For over a decade, STEM programmes have been widely discussed in schools and by education thought leaders. But recently, a new movement has taken over. The addition of an “A” – the move from STEM to STEAM – and the suggestion that the arts should be incorporated into the cross-curricular learning model, has caused controversy.
While critics argue that art doesn’t fit with the other disciplines showcased in STEAM i.e. the STEM subjects (Science, Technology, Engineering and Mathematics), the pioneers of this movement will tell you that that’s exactly the point!
Advocates of STEAM, from parents to teachers to potential employees, will tell you that even when implementing STEM lessons, key areas of child development as missed. The STEM curriculum was created to address the skills gap in the UK; however, the initiative doesn’t address how students harness their creativity and become innovators.
Preparing students for the world of work means we need to ensure they’re able to:
- Apply their learnings
- Demonstrate ingenuity
The addition of the arts to STEM, turning it into STEAM, means that these elements; which are critical for students to prepare, thrive and succeed; aren’t missed. By incorporating the practice of art, elements and design principles into STEM lessons you’ll create the perfect starting point to guide student inquiry, dialogue and critical thinking.
What’s the actual value of adding the arts?
By transforming STEM into STEAM and embracing it, you’ll help develop students who:
- Take thoughtful risks
- Engage in experiential learning
- Persist with problem solving
- Embrace collaboration
- Work through the creative process
I truly believe that STEAM students are the innovators, educators, leaders and learners of the 21st Century.
Ensuring integrity while you STEAM ahead
STEAM is exciting, but it can be tricky to navigate if your academic organisation doesn’t truly understand what STEAM means, both in terms of your strategy and its implementation. Just like STEM learning, your students can’t reach their full potential with STEAM unless you’ve considered how and why it matters to your learning environment.
Focus on these key areas:
- STEAM is an integrated approach to learning. Because of this, you’ll need to create an intended and clear connection between: standards, assessments, lesson planning and implementation
- True STEAM experiences involve two or more of the core subjects to be taught and assessed through each other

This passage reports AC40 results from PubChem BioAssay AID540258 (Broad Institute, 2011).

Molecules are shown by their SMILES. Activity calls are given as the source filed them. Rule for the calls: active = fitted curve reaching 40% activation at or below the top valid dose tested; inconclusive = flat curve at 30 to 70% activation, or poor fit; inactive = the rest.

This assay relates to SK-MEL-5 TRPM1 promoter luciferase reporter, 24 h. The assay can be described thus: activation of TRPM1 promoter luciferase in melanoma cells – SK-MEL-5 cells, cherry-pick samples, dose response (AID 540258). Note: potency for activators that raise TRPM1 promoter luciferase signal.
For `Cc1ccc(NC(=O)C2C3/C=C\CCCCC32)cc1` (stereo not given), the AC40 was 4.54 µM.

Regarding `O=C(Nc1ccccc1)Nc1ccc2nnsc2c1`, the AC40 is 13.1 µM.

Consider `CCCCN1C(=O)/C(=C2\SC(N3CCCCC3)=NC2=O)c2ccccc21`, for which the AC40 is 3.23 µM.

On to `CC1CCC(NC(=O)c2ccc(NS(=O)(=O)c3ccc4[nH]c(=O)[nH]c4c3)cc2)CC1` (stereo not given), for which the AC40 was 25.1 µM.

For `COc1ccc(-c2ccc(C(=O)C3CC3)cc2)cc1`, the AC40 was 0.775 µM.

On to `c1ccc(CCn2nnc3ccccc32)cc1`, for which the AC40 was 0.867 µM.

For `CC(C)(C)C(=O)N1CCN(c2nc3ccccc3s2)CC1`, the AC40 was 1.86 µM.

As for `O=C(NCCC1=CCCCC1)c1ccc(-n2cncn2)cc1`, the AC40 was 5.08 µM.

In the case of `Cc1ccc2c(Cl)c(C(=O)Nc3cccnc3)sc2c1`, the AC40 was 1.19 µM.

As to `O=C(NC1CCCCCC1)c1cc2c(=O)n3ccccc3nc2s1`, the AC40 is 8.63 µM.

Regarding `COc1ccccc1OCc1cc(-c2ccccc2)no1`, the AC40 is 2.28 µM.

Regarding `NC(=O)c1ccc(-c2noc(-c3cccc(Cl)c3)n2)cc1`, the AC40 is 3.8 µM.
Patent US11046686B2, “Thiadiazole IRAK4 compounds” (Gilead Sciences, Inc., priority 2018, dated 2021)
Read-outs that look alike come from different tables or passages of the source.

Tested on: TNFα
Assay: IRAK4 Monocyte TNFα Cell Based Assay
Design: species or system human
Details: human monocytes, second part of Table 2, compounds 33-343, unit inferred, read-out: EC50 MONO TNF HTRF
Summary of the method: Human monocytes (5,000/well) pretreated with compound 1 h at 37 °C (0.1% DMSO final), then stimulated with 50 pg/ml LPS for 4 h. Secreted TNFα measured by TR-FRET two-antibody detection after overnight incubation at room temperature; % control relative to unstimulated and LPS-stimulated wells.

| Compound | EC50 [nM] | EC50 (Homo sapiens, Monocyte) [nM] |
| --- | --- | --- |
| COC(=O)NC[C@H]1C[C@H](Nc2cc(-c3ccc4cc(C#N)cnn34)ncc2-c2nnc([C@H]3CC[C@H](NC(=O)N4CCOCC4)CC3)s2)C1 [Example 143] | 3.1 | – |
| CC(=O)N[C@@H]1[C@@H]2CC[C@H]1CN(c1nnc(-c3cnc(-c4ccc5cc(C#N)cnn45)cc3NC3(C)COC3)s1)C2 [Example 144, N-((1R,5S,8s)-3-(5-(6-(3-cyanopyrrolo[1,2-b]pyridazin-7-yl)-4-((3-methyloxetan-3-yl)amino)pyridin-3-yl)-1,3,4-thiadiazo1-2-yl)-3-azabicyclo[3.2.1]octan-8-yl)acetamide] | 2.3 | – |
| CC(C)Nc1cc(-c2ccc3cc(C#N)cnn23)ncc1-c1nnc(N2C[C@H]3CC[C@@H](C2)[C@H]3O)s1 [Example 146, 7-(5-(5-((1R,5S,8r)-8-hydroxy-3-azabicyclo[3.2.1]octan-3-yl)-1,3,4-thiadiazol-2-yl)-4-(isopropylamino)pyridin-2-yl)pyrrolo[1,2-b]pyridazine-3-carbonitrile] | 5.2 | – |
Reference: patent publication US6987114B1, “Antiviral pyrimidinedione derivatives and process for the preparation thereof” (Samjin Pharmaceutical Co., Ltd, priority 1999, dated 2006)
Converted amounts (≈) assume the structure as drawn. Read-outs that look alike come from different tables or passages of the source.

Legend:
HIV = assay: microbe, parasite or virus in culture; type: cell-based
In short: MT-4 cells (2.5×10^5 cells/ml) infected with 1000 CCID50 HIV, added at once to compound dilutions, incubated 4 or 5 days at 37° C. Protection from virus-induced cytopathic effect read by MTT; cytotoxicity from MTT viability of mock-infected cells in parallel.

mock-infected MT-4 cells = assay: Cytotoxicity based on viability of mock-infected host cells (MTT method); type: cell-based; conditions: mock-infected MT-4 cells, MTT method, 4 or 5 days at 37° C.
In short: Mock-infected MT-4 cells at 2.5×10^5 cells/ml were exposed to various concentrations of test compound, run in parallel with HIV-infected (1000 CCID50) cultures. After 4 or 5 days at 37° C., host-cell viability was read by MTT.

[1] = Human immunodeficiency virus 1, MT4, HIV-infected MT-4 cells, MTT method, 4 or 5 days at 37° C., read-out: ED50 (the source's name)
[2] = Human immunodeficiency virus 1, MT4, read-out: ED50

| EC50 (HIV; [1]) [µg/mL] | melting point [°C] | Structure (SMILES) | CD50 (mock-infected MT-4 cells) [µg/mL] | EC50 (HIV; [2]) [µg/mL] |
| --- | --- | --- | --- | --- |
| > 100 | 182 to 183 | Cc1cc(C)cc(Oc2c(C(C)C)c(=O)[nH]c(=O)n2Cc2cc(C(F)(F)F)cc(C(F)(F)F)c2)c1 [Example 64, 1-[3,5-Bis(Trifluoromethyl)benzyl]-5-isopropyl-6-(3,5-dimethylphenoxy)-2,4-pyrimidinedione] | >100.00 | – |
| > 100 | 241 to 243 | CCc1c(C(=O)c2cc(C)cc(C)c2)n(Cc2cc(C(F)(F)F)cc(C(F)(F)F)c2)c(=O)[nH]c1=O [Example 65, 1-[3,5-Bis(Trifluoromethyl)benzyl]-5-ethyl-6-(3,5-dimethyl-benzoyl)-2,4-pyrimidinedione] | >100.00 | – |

- The STEAM approach focuses on process-based learning, inquiry and collaboration
- When adopting a STEAM initiative, it’s essential that you leverage and utilise the integrity of the arts themselves
In order to achieve success in these key areas, you should consider a variety of factors, including:
- Collaborative planning – Include a cross-section of your teachers from each subject you’re blending when planning your integrated approach and implementation strategy
- Timetabling – You may need to adjust your timetable and even consider having bigger classes with multiple teachers (who are subject matter experts in different disciplines) to accommodate this new way of teaching and learning
- Developing and investing in people – Provide continued professional development (CPD) for all your staff, in STEAM practices and principles for greater adoption in as many subject areas as possible
- Standardising and assessing – You’ll benefit from creating STEAM schema-mapping for the curriculum. It’ll ensure you’ve covered all the areas you need to and help influence your design assessment process. To succeed you must make sure you align and get to the core of your standards and assessments
- Implementing – Ensure seamless lesson implementation, processes and strategies so that your educators, support staff, parents and governors understand and support what you’re trying to achieve
This approach to learning is certainly not an easy task, but the benefits to your students and entire school community can be huge. Students and teachers engaged in STEAM make more real-life connections. Your learning environment can then develop from the place where people go to learn, to the place that taught them how to learn. This is what we expect from today’s workforce and will be an even greater expectation for the work ready employees of the future.
We should strive to always be learning, growing and experimenting. We can harness skills learned through the teaching of the arts to encourage growth and social-emotional connections.
Use STEAM learning to help build the foundations for the innovators of tomorrow… today!
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Things you need to know
- Source: http://educationcloset.com/steam/what-is-steam/
- Source: https://www.stem.org.uk/
- Source: https://www.stem.org.uk/resources/elibrary/resource/267373/stem-ambassadors-making-impact
- Source: https://www.stem.org.uk/stem-ambassadors/schools-and-colleges
- Source: http://stemtosteam.org/
- Source: http://www.careerswales.com/en/spotlight-on-stem/
- Source: https://www.wisecampaign.org.uk/resources/2017/02/higher-education-statistics-2016
- Source: https://www.eschoolnews.com/2014/09/02/stem-vs-steam-093/2/
- Source: https://www.eschoolnews.com/2014/04/04/steam-education-apps-257/
- Source: http://www.independent.co.uk/student/student-life/Studies/stem-vs-steam-how-the-sciences-and-arts-are-coming-together-to-drive-innovation-a7047936.html
- Source: http://www.edudemic.com/stem-vs-steam-why-the-a-makes-all-the-difference/
- Source: http://www.steampowerafterschool.org/steam-facts-and-stats/